This is a powerful experience, and it brings home, literally, into our homes, the horror of the Iraq war in a new way. In the days surrounding Saddam's death, scores of people were killed by bombs and gunfire in Iraq, and in the end, Saddam was just one more Iraqi to give up his life that day, but the only one whose face we got to study and in it see a reflection of our own.
Anyone with a remotely vague connection with Christianity is aware they caught a glimpse of the scene of the crucifixion.
Fascinating, too, that in the following days, we also witnessed the funeral of a former United States president, Gerald Ford, with its pageantry, its majestic formality, the twenty-one gun salute and the University of Michigan marching band playing Hail to the Chief to the fallen president for the last time. The military pallbearers carried the impeccably prepared casket delicately down the lengthy stairs outside the National Cathedral and, as a cold wind blew across the concourse, placed it in the back of an elegant black hearse.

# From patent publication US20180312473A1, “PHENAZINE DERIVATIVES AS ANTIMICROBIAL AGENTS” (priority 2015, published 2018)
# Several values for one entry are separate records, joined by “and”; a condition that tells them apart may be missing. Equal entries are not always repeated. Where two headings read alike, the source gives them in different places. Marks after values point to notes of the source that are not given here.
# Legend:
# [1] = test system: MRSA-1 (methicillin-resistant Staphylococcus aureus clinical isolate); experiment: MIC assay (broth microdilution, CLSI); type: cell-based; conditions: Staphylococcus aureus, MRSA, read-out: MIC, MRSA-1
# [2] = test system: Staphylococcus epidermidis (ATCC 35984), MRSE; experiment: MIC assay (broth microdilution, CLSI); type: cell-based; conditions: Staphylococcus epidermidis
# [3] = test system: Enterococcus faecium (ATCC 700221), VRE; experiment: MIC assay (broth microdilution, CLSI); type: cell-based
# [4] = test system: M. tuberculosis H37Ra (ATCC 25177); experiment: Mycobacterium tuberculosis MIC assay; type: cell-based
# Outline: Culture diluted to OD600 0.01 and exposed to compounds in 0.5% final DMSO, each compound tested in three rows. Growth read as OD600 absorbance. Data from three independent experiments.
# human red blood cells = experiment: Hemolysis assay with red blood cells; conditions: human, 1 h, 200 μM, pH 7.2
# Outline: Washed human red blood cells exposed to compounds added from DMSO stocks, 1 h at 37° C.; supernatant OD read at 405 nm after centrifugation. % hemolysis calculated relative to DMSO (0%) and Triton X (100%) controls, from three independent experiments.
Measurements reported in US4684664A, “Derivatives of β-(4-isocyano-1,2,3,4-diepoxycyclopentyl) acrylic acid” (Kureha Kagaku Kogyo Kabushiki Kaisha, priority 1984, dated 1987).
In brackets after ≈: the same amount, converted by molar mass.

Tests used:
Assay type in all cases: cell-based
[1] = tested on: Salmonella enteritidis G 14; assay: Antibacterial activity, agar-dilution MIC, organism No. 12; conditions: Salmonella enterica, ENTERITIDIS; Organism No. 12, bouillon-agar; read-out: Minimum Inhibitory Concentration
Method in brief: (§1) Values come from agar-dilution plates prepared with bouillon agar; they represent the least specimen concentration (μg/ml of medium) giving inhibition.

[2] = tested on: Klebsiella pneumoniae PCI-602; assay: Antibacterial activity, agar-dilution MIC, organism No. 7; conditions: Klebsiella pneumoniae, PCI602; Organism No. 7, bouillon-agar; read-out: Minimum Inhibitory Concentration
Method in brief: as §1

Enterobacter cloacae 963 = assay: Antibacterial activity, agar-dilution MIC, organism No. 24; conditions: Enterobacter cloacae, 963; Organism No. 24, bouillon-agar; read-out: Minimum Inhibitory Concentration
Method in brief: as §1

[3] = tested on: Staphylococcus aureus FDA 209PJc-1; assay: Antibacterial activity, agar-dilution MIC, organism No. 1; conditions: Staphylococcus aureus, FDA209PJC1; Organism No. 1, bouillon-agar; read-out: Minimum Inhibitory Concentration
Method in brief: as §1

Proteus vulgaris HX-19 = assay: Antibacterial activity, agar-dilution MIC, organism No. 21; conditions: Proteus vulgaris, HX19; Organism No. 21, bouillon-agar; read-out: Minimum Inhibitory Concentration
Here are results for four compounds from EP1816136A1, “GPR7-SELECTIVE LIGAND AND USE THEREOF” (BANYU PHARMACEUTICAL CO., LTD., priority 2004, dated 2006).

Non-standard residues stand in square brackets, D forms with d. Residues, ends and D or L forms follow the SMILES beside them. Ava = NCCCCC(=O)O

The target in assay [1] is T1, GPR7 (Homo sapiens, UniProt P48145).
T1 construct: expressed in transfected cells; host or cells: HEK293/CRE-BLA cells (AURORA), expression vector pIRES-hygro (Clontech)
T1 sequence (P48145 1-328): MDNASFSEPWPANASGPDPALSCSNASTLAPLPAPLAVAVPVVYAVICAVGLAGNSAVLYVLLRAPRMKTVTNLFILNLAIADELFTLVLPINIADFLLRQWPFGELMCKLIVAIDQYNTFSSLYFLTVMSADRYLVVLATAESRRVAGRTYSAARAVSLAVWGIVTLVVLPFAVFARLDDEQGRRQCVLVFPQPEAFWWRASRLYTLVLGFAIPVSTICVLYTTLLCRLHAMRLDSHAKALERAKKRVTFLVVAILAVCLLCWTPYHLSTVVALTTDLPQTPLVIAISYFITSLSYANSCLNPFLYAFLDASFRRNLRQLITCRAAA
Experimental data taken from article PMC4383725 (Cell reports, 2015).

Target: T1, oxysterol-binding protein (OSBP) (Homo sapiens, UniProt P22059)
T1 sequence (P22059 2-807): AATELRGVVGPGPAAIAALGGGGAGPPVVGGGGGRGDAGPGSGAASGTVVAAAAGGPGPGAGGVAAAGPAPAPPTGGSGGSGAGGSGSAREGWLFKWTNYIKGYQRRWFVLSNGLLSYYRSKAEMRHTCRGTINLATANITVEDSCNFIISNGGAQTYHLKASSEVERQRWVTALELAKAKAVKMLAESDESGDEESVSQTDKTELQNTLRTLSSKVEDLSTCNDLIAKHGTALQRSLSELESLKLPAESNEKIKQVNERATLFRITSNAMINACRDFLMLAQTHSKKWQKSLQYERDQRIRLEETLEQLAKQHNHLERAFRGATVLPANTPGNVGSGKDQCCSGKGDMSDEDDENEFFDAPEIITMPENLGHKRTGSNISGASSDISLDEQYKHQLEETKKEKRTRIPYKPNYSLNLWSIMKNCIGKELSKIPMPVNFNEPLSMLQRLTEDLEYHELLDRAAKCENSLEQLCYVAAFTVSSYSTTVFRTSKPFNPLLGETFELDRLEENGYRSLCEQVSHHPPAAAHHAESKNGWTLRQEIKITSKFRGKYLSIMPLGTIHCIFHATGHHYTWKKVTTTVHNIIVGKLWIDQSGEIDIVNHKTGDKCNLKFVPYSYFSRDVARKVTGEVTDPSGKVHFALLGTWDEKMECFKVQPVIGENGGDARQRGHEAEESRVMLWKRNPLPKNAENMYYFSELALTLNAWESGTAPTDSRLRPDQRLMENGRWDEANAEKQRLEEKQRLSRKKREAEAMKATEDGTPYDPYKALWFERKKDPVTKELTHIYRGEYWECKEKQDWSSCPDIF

This was a stunning contrast to the image of Saddam's pine coffin unceremoniously strapped to the back of a pickup truck, or for that matter, a contrast to the descriptions of his masked executioners dancing around his strangled corpse in the death chamber.
The Esoteric Message

There is a tarot card called The Hanged Man. It's probably the most perplexing card in the deck. To many, the symbol is more disturbing than Death or The Tower because it seems too hard to figure out, or feels so uncomfortable. The name in French is Le Pendu, the hanged one. The (exoteric, surface or ordinary) energetic state is being suspended: waiting, not knowing and having no control over a situation.